Wednesday, May 9, 2007


It is one thing to have a limited political goal and to fight decisively for it; it is quite another to apply military force incrementally, hoping to find a political solution somewhere along the way. A president entering these situations must ask whether decisive force is possible and is likely to be effective and must know how and when to get out.
Condoleezza Rice

Foreign Affairs

January/February 2000

Condoleezza Rice had been working flat out since becoming secretary of state in January, delaying her vacation until the last days of August. The president had been on his vacation for weeks. In fact, Bush was on the way to setting a presidential record, surpassing Ronald Reagan for time spent away from Washington. When her holiday finally came, Rice embraced it with the same intensity she brought to her job. Escaping from work was one of the ways she maintained balance -- like her daily workouts, her sessions with her chamber music group, and her Sunday calls to friends and family.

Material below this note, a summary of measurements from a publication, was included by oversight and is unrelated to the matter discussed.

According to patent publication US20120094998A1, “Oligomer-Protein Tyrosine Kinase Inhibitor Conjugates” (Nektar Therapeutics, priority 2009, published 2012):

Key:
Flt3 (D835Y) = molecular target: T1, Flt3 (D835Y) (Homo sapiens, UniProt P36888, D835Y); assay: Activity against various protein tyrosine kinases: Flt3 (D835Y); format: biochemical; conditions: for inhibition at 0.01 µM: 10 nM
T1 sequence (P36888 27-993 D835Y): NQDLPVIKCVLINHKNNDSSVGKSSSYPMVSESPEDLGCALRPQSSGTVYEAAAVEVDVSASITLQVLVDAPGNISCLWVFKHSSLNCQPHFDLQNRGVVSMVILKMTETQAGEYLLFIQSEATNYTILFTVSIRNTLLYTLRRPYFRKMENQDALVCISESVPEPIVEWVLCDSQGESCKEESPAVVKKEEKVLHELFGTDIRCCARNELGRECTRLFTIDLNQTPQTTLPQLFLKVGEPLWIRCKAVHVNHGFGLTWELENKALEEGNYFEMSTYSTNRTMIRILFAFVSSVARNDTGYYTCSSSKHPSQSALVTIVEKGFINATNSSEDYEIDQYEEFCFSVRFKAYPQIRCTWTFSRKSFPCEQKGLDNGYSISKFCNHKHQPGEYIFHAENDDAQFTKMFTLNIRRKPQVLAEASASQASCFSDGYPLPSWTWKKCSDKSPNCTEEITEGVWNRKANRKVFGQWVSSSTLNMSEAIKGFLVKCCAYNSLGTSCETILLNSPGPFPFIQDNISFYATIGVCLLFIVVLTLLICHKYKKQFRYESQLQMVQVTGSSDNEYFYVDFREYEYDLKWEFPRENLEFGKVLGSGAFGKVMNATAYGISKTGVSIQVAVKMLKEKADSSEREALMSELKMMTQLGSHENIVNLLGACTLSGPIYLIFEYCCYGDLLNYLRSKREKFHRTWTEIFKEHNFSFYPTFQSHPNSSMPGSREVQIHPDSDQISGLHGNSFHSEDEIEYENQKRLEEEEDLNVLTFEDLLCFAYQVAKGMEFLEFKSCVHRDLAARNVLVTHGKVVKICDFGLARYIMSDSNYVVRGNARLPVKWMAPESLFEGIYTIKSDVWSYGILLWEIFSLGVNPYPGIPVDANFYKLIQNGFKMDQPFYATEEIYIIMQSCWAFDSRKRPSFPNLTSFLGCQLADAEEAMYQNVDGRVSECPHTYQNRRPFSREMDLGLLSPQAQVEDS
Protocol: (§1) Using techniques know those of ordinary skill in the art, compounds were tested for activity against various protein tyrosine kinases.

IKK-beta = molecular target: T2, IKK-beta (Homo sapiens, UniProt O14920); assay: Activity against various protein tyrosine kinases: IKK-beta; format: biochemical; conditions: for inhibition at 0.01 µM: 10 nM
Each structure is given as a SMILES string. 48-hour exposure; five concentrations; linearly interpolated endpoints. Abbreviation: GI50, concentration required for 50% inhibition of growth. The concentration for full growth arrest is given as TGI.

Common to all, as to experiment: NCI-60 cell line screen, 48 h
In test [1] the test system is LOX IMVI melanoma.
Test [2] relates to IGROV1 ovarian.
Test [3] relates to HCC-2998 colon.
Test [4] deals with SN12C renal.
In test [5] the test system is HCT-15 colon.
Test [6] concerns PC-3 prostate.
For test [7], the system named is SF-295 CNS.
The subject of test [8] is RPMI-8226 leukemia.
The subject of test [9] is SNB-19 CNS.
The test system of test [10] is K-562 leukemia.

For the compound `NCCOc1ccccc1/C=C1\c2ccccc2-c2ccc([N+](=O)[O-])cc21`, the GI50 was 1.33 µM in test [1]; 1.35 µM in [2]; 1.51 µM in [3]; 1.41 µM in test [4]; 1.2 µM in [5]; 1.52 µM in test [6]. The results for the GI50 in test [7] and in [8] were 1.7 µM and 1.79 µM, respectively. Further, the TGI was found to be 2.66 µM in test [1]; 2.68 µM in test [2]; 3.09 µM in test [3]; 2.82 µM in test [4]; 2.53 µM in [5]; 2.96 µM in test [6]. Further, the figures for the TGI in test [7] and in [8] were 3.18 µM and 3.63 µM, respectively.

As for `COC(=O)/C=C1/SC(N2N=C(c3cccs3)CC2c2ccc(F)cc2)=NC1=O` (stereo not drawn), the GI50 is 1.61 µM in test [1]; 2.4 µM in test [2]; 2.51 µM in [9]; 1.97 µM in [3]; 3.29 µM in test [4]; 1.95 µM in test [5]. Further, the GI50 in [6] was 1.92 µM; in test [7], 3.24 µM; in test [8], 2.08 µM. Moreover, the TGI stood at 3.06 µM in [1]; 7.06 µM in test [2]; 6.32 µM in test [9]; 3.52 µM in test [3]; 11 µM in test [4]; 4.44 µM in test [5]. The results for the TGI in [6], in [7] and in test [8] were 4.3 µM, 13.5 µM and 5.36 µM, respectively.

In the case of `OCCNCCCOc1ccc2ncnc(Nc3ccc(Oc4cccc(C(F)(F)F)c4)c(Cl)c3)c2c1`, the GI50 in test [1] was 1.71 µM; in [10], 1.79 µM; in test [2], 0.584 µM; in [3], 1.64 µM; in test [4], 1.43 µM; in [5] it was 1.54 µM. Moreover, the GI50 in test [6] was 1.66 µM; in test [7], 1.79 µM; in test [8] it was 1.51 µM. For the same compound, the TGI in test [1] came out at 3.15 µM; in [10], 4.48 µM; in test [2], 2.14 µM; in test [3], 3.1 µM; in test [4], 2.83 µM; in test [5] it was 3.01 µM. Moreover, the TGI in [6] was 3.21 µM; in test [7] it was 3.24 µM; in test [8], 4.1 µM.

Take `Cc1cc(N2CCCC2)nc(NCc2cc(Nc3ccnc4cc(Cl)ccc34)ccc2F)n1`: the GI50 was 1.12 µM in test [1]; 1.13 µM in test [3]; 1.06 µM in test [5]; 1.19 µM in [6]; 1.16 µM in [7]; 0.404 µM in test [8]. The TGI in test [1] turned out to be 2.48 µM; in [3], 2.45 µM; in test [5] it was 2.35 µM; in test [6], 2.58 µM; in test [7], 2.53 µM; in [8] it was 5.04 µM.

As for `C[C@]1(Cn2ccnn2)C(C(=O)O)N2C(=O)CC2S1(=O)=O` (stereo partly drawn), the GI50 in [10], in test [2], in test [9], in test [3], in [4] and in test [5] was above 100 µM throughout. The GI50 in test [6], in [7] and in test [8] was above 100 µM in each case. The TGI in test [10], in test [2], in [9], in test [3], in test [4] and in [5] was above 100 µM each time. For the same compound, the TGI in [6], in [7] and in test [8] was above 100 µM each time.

She left Washington for her vacation in New York on Wednesday, August 31. That afternoon she hit some balls with Monica Seles, and that night she took in the sold-out Monty Python musical, Spamalot, on Broadway. On Thursday morning she indulged her shoe obsession, shopping at Ferragamo on Fifth Avenue. While Rice was out, her communications chief, Jim Wilkinson, back in his room at the Palace Hotel at Fifth and Madison, came across an item on the Drudge Report:

Eyewitness: Sec of State Condi Rice laughs it up at 'Spamalot' while Gulf Coast lays [sic] in tatters. Theatergoers in New York City's Great White Way were shocked to see the President's former National Security Adviser at the Monty Python farce last night -- as the rest of the cabinet responds to Hurricane Katrina . . .